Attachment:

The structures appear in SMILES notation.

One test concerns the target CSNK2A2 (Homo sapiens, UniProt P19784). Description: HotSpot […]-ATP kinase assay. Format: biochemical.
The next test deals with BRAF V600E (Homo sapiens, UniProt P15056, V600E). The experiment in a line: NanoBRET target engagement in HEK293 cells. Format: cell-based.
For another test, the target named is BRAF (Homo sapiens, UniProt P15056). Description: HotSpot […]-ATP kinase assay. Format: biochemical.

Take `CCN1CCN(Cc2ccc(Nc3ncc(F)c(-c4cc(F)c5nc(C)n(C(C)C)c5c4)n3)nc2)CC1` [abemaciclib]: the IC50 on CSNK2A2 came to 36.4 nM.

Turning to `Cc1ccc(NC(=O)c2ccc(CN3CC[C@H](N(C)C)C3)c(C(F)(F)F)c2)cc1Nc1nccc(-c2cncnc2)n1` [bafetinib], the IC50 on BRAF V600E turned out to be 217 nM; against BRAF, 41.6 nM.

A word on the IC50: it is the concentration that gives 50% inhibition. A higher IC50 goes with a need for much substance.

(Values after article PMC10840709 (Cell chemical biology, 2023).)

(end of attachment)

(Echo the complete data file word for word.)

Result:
The structures appear in SMILES notation.

One test concerns the target CSNK2A2 (Homo sapiens, UniProt P19784). Description: HotSpot […]-ATP kinase assay. Format: biochemical.
The next test deals with BRAF V600E (Homo sapiens, UniProt P15056, V600E). The experiment in a line: NanoBRET target engagement in HEK293 cells. Format: cell-based.
For another test, the target named is BRAF (Homo sapiens, UniProt P15056). Description: HotSpot […]-ATP kinase assay. Format: biochemical.

Take `CCN1CCN(Cc2ccc(Nc3ncc(F)c(-c4cc(F)c5nc(C)n(C(C)C)c5c4)n3)nc2)CC1` [abemaciclib]: the IC50 on CSNK2A2 came to 36.4 nM.

Turning to `Cc1ccc(NC(=O)c2ccc(CN3CC[C@H](N(C)C)C3)c(C(F)(F)F)c2)cc1Nc1nccc(-c2cncnc2)n1` [bafetinib], the IC50 on BRAF V600E turned out to be 217 nM; against BRAF, 41.6 nM.

A word on the IC50: it is the concentration that gives 50% inhibition. A higher IC50 goes with a need for much substance.

(Values after article PMC10840709 (Cell chemical biology, 2023).)